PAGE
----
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Violent power change: Is Nigeria consciously walking into Guinean, Malian episode?

It is sad that the drums of coup d’état are beating once again in the West African region.

From Mali in August 2020, another in May 2021 and most recently, Guinea last week, the military juntas have given the same rhetoric for ousting the democratically elected presidents in their respective countries.

As expected, in its usual stereotype, the Economic Community of West African States (ECOWAS), the umbrella body of the region, has suspended the two countries from the community, while condemning the military takeover.

But critics of ECOWAS are hard on the body for its seeming look warm and double standards in handling the region’s affairs.

Read Also: Guinea coup: Military junta summons Conde’s ministers

They blamed the coup d’état on ECOWAS’ silence on the successful third-term bids of Alpha Conde, president of Guinea and Alassane Ouattara, president of Ivory Coast.

Conde, the 83-year-old became the first democratically elected president in 2010 and was re-elected in 2015. But last year, he pushed through a constitutional change to allow himself to run for a third term; a move his opponents said was illegal. Ivory Coast President Alassane Ouattara also won a third term last year after changing his country’s constitution.

Some African countries are not well run. Leadership has been the major problem with struggling economy and high level poverty. This level of incompetence breeds agitation for violent power change.

The question many are finding difficult to ask is what if Nigeria goes the way of Mali and Guinea?

Again, what will stop that as the country has been fighting low grade war in the past decade, which may likely prompt a certain section of the military to strike, as they have done before?

Most observers of Nigerian politics think that a coup will not be in the interest of anybody in Nigeria, even the coup plotters, as the military regime is no longer fashionable worldwide.

“Any coup in Nigeria will kill democracy for at least 10 years, though our brand of democracy is not working. A coup d’état will drag the economy back to recession and insecurity to an unimaginable height because there are lots of illegal arms out there and many idle hands to use them,” Oliver Aniebonam, a senior Political Science lecturer, said.

But Sam Onikoyi, a Nigerian historian and Commonwealth researcher based in Brussels, noted that Nigeria will not go the ‘coup d’état’ way now because that would offer regional agitators a platform to soar.

While coup d’état may not be in the interest of Nigeria now, he regretted that some West African countries, especially where foreign powers and ECOWAS have been supportive of oppressive governments are likely going to toe the Malian and Guinea way as the only option to change oppressive governments.

“Everybody in the region, even in Africa, fears the high rate of insecurity in Nigeria. So, coup d’état plotters will continue because Nigeria that used to lead ECOMOG wars to restore peace in the region is battling a huge internal crisis, with some of her soldiers dead, many wounded and more demoralised in the Boko Haram insurgency fight,” he explained.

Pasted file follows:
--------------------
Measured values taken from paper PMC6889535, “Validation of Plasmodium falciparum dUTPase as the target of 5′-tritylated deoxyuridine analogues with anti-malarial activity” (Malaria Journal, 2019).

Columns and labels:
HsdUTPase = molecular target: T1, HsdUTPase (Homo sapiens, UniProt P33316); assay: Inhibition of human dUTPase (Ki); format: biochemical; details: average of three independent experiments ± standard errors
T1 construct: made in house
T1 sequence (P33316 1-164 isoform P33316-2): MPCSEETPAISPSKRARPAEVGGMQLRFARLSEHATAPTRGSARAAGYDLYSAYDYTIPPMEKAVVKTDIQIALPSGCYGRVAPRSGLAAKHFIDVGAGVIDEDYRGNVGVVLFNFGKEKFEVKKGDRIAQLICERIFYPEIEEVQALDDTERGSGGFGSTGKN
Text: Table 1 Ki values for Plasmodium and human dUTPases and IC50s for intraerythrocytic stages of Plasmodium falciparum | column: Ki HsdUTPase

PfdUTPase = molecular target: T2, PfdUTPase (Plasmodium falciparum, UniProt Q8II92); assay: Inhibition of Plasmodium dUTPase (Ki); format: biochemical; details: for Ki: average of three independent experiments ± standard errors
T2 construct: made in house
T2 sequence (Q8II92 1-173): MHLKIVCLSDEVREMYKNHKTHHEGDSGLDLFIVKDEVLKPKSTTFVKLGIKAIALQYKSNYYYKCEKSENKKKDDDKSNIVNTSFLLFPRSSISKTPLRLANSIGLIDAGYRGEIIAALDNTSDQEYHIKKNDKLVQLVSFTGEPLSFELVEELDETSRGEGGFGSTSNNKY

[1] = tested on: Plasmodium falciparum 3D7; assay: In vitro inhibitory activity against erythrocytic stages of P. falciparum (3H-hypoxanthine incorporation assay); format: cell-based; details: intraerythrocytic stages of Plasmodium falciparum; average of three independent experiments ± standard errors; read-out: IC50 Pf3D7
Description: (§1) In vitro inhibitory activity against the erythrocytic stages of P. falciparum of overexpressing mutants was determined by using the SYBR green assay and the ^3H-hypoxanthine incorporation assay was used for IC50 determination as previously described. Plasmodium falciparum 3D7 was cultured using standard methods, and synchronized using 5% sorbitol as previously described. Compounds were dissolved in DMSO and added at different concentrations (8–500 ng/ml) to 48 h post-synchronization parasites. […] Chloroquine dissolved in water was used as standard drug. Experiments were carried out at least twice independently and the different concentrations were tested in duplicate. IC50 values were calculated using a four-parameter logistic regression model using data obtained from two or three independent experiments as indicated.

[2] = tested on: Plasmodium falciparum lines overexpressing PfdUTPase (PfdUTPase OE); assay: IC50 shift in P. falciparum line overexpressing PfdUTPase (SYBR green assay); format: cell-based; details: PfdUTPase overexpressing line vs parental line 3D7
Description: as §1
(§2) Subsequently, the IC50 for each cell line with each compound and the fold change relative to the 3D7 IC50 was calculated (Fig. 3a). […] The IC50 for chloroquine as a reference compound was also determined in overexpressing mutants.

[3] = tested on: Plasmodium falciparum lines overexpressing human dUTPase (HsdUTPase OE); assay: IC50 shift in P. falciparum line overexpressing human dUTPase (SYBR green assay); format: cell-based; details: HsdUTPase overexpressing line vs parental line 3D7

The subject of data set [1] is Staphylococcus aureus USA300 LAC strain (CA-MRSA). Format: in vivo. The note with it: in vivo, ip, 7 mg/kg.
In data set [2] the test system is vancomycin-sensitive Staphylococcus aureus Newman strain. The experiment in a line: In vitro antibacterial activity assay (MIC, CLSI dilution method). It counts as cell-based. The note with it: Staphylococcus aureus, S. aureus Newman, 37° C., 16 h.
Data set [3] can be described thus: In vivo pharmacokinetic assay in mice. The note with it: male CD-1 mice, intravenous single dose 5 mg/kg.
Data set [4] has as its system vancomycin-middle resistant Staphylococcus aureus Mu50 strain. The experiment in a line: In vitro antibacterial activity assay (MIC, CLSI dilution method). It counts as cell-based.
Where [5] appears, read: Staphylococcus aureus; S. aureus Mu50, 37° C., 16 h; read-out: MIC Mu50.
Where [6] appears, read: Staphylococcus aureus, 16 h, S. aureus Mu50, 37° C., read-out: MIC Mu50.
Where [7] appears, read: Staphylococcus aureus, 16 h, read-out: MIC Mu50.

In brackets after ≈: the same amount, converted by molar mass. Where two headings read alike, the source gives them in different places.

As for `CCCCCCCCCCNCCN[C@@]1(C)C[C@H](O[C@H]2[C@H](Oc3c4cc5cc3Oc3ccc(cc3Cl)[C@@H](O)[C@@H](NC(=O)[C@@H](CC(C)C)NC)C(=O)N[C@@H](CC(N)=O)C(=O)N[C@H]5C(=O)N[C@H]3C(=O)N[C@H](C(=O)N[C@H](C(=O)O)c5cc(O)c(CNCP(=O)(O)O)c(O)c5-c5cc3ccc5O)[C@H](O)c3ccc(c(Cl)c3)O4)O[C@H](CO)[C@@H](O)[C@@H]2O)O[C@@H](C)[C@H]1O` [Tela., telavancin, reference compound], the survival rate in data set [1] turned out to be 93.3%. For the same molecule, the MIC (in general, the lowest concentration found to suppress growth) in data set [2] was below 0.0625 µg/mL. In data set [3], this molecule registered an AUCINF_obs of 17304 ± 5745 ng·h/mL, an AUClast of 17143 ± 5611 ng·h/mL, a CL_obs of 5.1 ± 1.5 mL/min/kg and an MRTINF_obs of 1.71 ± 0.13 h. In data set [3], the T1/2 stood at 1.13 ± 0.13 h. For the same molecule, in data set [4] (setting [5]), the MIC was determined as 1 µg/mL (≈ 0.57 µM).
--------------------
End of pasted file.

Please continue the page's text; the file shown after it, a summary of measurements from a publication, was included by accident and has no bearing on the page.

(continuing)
He thinks that the military regimes in Mali and Guinea will continue in power unchallenged by ECOWAS because the will power, funds, moral backing, and unity of purpose are all lacking.

In the same vein, Ifewodor Ogala, a retired Navy officer, thinks that the ‘military boys’ are not in right frame of mind for such engagement and will not think of coup d’état because it will not pay anybody now

“Unlike before when there used to be unchallenged coup d’état, this time, it may result in counter and counter coups, and even more deadly consequences considering the high level of insecurity in the country,” he said.

The retired Navy officer also argued that the next presidential election is near and power is surely going to change hands, hence there is no need for such thought in the military circle.

But Onikoyi thinks otherwise. “What if power refuses to change hands or changes to elements most people will consider cheating or injustice, there may likely be revolt, but I don’t see military taking advantage of such to take over power, Nigeria is bigger than that now,” he said.

Ethan Yakubu, a Plateau State-born lawyer, noted that the president has done enough to keep the ‘boys’ in the barracks at least until his tenure is over.

“I don’t see any coup d’état happening again in Nigeria, especially under the present government because Mr. President has learnt from the past and must have done everything to keep the military happy and in the barracks,” Yakubu, who runs a private security outfit in Abuja, said.

To avoid the Guinea episode, Onikoyi advised that the Nigerian government should allow democracy to flow freely, allow true federalism and also dialogue with agitators across the country.

He thinks that the ‘military boys’ are not as happy as civilians think; hence the government should see to their plights in order to avoid bad ideas snowballing into a national disgrace.

“There have been many cases of abscondments from the insurgence battle areas, families of dead soldiers are suffering and some soldiers are taking too. The government and military should change strategy for the fight against the insurgency and bandits, so that the soldiers will be able to defeat the hoodlums and regain their respect,” he said.

To avoid the Mali and Guinea episodes from happening in Nigeria, Ogala insisted that welfare of the military should be given priority by the government, while the fight against insecurity should be intensified to avoid proliferation of arms in the hands of wrong people across the country, which for him is a bigger threat to national security.

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